He never did.

Instead, whenever anyone wrote anything about the Larnsti, there was a "Wrong" from Peter.

We have been told many things the Larnsti are not. There are more things the Larnsti might be or not, so we can have a game and expand the negative list:

The Larnsti are a heroband. - Wrong.
The Larnsti worship through the hero cult of Hendreik. - Wrong.
The Larnsti were founded by Hendreik. - Wrong. ...
The Larnsti are chaotic. - Wrong.
The Larnsti worship Sedenya. - Wrong.

>>Some dissidents don't go with [Andrin's]
>>changes and emigrate or fight a prolonged civil war, resulting in
>>Volsaxar remaining largely free of Sheriffs.

> Wrong.

Needless to say...

> The Civil War was between Andrin's Death and Return.

Wrong. (See, I can write that word, too...)

There was a civil war when Andrin died, and it continued for a while after he returned.

> The first wave fled the Civil War

Dating the civil war somtime around 1318 (Colymar left) to 1325 or 1350, depending which KoS source you prefer (CHDP or Colymar Book).

> while the second wave left because
> the Civil War had left Heortland changed in a way they didn't like,
> namely the king returns but is apparently a pharaonic stooge.

The last immigrants to Sartar (Locaem and Kultain) arrived 1400ish, after the Kurash Varn mission to the Upland Marsh. This might be after the Second Wave, but 1370 or so might still be within Second Wave.

> The constitutional changes that he effects come later and occur
> over an extended period rather than in one Great Leap Forward.

We do get the civil war (-like situation) which sends Hardrard the Green to re-occupy Whitewall as the royal seat of the Volsaxi (rather than Karstanstead, which with its library is more suitable for peaceful times). Most probably after the Kultain/Locaem migration.

I'll take 1400 for the conclusion of this "extended period" for lowland Heortland. We all "know" that Highlanders take longer to adopt such ideas.

> As for Volsaxar's evolution, that develops many years after the
> Pharaonic takeover and the circumstances for that are unknown.

And of course it would be heresy to develop a theory or storyline about that... phie the Whitewall list...

>>In the reformed tribes/earldoms, the kings received a greater measure of >>control over formerly unruly clans,

> No evidence for this whatsoever.

No evidence against this whatsoever.

But the reformed clans are less unruly.

Sheer coincidence.

> It's clearly stated in the Intro
> that the King, the Nobles and the Sheriffs look after the freedom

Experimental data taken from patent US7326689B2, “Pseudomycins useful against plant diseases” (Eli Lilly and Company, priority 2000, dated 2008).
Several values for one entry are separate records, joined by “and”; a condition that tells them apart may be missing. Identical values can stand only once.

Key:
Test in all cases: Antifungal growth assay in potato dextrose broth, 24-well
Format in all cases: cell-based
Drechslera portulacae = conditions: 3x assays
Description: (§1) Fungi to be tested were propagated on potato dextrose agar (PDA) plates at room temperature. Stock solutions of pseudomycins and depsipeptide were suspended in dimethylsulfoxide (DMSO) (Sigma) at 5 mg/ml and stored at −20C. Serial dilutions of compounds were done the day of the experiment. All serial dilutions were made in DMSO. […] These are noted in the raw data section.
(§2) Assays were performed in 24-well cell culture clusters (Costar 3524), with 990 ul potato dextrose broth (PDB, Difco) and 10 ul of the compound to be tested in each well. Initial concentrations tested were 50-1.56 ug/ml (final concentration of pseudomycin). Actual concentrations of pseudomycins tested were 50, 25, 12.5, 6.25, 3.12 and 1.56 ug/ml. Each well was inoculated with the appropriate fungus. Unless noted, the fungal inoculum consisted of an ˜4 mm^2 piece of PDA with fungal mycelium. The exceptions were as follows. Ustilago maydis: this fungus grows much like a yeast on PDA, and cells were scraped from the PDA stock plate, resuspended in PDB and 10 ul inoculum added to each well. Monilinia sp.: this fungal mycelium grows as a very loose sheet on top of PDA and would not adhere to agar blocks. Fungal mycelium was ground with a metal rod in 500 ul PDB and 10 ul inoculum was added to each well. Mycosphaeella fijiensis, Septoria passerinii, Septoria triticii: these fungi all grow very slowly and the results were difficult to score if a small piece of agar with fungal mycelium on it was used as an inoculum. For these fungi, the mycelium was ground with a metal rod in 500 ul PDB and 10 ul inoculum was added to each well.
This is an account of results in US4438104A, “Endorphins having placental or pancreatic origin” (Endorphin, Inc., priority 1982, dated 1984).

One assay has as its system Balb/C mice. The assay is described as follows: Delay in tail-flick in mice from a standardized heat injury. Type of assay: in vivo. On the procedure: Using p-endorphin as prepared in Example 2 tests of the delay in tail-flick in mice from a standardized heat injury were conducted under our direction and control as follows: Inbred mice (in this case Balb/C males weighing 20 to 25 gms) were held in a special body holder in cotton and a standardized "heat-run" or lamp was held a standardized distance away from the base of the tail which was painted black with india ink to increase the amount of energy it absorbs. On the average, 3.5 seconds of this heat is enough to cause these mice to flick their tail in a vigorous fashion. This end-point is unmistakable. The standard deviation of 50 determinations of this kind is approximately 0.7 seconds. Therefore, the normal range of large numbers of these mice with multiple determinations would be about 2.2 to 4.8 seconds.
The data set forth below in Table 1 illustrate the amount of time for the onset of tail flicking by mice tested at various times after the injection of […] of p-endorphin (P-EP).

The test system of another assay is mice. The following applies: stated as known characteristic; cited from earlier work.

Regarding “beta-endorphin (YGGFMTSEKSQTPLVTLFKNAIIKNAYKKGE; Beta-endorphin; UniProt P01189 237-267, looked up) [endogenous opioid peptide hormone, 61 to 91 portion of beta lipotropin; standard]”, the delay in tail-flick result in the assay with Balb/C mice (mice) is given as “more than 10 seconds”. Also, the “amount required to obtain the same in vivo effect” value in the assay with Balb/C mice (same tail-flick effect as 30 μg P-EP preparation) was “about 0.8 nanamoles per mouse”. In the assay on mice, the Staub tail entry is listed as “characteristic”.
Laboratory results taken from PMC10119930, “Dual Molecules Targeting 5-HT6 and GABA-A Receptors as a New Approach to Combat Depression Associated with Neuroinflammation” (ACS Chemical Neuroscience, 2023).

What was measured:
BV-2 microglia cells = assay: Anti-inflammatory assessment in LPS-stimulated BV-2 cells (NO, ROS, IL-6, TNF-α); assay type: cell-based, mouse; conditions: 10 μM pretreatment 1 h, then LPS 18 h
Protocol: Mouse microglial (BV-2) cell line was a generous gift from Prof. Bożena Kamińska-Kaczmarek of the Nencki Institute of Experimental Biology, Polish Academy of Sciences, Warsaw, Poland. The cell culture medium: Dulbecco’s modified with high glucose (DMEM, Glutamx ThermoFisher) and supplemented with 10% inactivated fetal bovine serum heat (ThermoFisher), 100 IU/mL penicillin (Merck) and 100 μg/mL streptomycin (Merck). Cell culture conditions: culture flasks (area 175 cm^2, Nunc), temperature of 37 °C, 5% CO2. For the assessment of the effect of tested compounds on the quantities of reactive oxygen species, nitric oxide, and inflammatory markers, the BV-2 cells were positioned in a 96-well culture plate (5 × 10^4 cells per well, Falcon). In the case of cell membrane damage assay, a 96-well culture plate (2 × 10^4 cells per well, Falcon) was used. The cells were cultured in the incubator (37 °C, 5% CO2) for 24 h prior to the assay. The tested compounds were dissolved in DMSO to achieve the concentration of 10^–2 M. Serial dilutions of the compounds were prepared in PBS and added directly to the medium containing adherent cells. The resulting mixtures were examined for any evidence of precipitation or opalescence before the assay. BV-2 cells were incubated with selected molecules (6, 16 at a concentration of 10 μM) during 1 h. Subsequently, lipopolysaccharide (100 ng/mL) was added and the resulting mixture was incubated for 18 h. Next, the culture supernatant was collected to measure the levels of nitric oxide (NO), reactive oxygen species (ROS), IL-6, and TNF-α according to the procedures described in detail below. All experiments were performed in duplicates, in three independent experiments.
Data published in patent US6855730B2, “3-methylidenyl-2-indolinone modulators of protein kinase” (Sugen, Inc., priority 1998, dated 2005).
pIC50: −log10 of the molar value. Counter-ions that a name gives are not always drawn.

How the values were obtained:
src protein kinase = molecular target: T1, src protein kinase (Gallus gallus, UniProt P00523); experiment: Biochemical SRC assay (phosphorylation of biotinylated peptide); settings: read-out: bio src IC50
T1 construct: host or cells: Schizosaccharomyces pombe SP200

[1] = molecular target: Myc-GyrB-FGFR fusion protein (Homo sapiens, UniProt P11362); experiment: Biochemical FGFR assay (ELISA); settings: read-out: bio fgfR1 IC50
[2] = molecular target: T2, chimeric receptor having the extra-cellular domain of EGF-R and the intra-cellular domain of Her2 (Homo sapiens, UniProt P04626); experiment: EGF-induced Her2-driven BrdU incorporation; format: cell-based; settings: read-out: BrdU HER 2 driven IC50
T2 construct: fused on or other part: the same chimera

> of the Heortlanders rather than control them. People are still
> allowed to be unruly in Heortland.

You may do any revolution you want as long as you don't change a thing.

People in Heortland are free to disagree with their leaders, and with their king. They will have the right to agitate. And the leaders have the right to challenge the agitators and quell the unrest.

The people in Heortland do not have the freedom to establish traditional chieftains in traditional clans, unless they pack up and move to Volsaxar, high up into reclusive mountain valleys, or into the Praxian Marches.

>>Magic shifts away from Orlanth the quarreling chieftain to Belintar the >>peaceful Overking as the activities of the people shift that way.

> No magic has shifted away from Orlanth. Orlanth is still as
> strong as he ever was.

Translation: According to Peter, the weakness leading to Orlanth's chaining by the Lunars has no roots at all in the conditions in Heortland.

>> >What I object to is your phrase which unnecessarily conveys
>> >the implication that the sheriffs are the Heortland equivalent of
>> >Ingsoc.

>>That's your implication.

> It happens to be your belief from your continued refrains that
> Heortland is less free and that the Sheriffs being tied to the
> clan wyters can nip dissent in the bud. The sooner you drop
> that, the better.

Of course, you may have Sheriffs plotting against the king, even those appointed by the king.

Under the (not disproven) assumption that the Sheriffs have a personal obligation to the king, they may be in a better position to prevent violent rebellion against the king than a mere observer on the tula.

>>The Heortlander clans give up their "freedom" or custom of freely feuding >>with one another, under the guidance of the Sheriffs.

> So the description of Heortland's love for freedom is just one
> Great Big Cynical Lie and that the Heortlanders are just big
> hypocrites? Their "freedom" is actually slavery to the sheriffs?

The texts predating "Intro" stressed the personal freedom of the Heortlanders. The text in "Intro" abstracted this freedom and made it into a cultic object.

I haven't said anywhere that the Heortlanders are restricted in their personal freedom.

I happen to disagree with some of the text in "Intro", which I said at the time it was submitted. Making no ground trying to use reason, and then learning of the death struggle of my mother, I stopped making the effort (and indeed contributing to Glorantha at all, for that while).

Returning to work on Heortland I found I had to deal with the material canonized in my absence, so I have tried to make as much sense of it as I can find.

>>We haven't produced any document
>>dealing with the relation of the Volsaxi to the Andrinic changes,

> Who is we?

People on the Whitewall list trying to write up background, not Peter Metcalfe.